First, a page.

Approaches and techniques for the difficult European black bass.
By Michele Fanfani, Florence, Italy.
A bit of background
In Europe, and specifically in Italy – the country in which I live – there are not many fresh waters big enough to be right for bass fishing. The only species that can be found is the largemouth black bass. It was imported at the end of the 19th century for food (something that could not happen today since importation of non-local species is forbidden). The bass has acclimatized well, especially in warmer regions, but it rarely attains a weight greater than 7lb.
It is usually found in relatively small areas of clear water, where lots of fishermen can also be found. This pressure of competition means we must use a very light approach and this approach characterizes almost all bass fishing in Italy.
Fishing in the Dam
Many of the hillside dams that have been built in Italy from the ‘30s onwards host a good size black bass population. These gave us our first experience in fishing using artificial bait alone. With rare exceptions the water in these dams is for drinking, so fishing can be done only from the bank or else from small jon boats with trolling motor, or belly boats. Even when there are floating trees, which are the best hiding places for the bass, we are forced to use very light equipment and very often fish by sight.
The most common technique is that of the spinning rod with wacky rig, using worms of varied lengths and forms, but always with the purpose of surprising the fish with a very delicate and precise cast. A weight should be inserted to lower the worm to the desired level. We usually use fluorocarbon lines with a very fine diameter, up to 3lb. To make this approach efficient it is very important to use simple knots which don’t stress the line, like the Palomar.
Another trick to protect the line is to make 4 or 5 plain knots one after the other just before the Palomar knot.
In this way the knot is protected in case it brushes against trees or other obstacles.
We use wacky hooks of different types and forms, but when the water contains many obstacles we prefer to use the ones with guard system. Otherwise it is better to use simple hooks. In Italy all the best softbait brands are well known, but we prefer the especially soft ones. These allow that extra second in the bass’s mouth, which is often precious.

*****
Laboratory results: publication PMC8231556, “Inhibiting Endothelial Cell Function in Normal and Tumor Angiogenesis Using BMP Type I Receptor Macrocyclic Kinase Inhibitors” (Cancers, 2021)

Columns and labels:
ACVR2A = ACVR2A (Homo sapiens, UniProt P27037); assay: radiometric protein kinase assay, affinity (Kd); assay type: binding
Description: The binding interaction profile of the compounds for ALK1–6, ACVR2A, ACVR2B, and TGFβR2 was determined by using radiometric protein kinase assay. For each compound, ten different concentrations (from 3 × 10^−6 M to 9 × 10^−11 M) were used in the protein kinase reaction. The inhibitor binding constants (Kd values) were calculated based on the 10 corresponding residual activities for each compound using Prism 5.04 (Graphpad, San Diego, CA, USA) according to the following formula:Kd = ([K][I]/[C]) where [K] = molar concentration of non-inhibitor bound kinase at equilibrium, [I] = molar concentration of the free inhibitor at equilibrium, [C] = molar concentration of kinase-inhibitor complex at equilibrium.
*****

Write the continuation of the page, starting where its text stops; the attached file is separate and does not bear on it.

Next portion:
Fishing in big natural lakes
Luckily for all of us bass fishing lovers, the black bass is also found in some of the big natural lakes, such as Bolsena Lake. This old volcanic lake has a surface of about 44 square miles and a maximum depth of 42 ft. The shore is a mixture of cane thickets, sandy beaches and surfacing rocks. The bottom is rich in vegetation, and from June to September the bass tend to live in these ‘grass gardens’. This is exactly where we look for them in our bass boats, with ordinary gas engines. In these spots – the location of which we jealously keep hidden away in our GPS – we can use techniques other than the finesse one, like the deep crank or top water. We still prefer the light approach, however.
There are two rigs that we love to use in this situation: the split shot and the drop shot. For both of them it is important to be careful of the stress on the line which should not normally go below a 5lb breaking load.
For the split we insert two small stoppers of a rice-grain shape, before and after a cylindrical and with a small hole in the center weight. In this way we are able to regulate the distance from the hook as we like, and more importantly we do not add any further knots. The weight can be between 1/16 and 3/16 oz. It is not important to touch the ground with the bait – it is usually enough to caress the aquatic plants with it to get the attention of our friend bass. We use offset round bend hooks to a max of 3/0 with plastic worms both with tail and with cut tail, always in natural colors.
For the drop we insert on the line a simple #3 drop shot hook at a point about 15 inches from the weight. In this case the weight should be the one resembling a small chain. The weight can vary depending on the wind, but should not normally be greater than 5/16 oz. It can also be useful to trigger shrimp-like or small-fish-like baits, besides the always effective small worms.
In all these situations it is very important that our lure gets to the strike zone silently and in the most natural way. Using spinning reel rods you can cast towards the chosen area, but as the line leaves the reel you must curb it with the free hand (which is the left one for us Europeans…) in order to control the drop of the lure.
If the fish bites, and especially with the drop shot, it is enough to lift the rod and tense the line. The free hook will already be in the bass’s mouth. Moreover, the thinness of the line will not support strong rebounds. If the fish is big, you must keep the line tense once it is hooked. Even if it hides in the algae, you must be patient and keep up the tension. If not, the fish will probably free itself. When it finally gets into free water it would then be easy enough to catch it by using the drag of the reel.
The secret Italian lure?
And now for the real secret of Italian finesse and super finesse fishing…
In Italy, as you probably know, every lunch begins with a big plate of spaghetti cooked exactly the way mamma makes it.
So – next time your mamma makes you spaghetti, put some aside. Let it cool, put it in a wacky or Texas rig, and take it out on the lake when the sun is high in the sky. The bass love their “spaghetti worms” – they won’t be able to resist.
No – only kidding. The secret to Italian bass fishing isn’t quite as simple as that. But we do love our bass, and we have a few good tricks for fishing it – even without mamma’s cooking!